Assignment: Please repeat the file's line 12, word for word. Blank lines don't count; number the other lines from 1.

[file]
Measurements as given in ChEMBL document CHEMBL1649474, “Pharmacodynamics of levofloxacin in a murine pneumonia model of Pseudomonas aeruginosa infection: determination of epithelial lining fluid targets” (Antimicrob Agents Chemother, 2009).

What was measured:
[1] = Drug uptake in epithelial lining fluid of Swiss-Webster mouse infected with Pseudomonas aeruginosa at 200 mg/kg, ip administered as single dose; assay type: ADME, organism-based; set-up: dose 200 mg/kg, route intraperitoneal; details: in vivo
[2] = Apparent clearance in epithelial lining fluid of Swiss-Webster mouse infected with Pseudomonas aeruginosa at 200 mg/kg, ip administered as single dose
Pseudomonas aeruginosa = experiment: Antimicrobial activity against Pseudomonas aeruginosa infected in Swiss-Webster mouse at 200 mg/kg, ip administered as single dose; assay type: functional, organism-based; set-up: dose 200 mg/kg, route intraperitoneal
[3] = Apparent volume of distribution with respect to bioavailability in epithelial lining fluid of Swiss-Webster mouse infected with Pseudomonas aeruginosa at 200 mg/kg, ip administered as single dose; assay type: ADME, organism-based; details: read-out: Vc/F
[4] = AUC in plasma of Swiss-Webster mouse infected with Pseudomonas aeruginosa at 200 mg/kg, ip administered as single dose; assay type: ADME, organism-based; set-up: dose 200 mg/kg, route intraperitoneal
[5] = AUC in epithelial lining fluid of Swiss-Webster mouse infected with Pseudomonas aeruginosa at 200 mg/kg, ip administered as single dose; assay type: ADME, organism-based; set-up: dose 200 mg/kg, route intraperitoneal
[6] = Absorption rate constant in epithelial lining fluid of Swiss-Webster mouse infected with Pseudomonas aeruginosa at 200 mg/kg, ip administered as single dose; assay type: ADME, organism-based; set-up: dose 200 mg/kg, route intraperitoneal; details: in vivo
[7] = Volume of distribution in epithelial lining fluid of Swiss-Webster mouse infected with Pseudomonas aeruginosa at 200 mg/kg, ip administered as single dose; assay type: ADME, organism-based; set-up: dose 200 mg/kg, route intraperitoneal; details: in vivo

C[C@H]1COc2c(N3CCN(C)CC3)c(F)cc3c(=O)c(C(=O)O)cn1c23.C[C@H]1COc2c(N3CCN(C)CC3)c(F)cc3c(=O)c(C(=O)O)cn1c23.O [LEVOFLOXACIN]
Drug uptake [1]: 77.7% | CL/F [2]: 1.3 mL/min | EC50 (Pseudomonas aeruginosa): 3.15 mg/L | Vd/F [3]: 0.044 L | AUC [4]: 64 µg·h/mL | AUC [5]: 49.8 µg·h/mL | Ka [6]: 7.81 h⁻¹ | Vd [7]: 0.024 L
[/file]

Drug uptake [1]: 77.7% | CL/F [2]: 1.3 mL/min | EC50 (Pseudomonas aeruginosa): 3.15 mg/L | Vd/F [3]: 0.044 L | AUC [4]: 64 µg·h/mL | AUC [5]: 49.8 µg·h/mL | Ka [6]: 7.81 h⁻¹ | Vd [7]: 0.024 L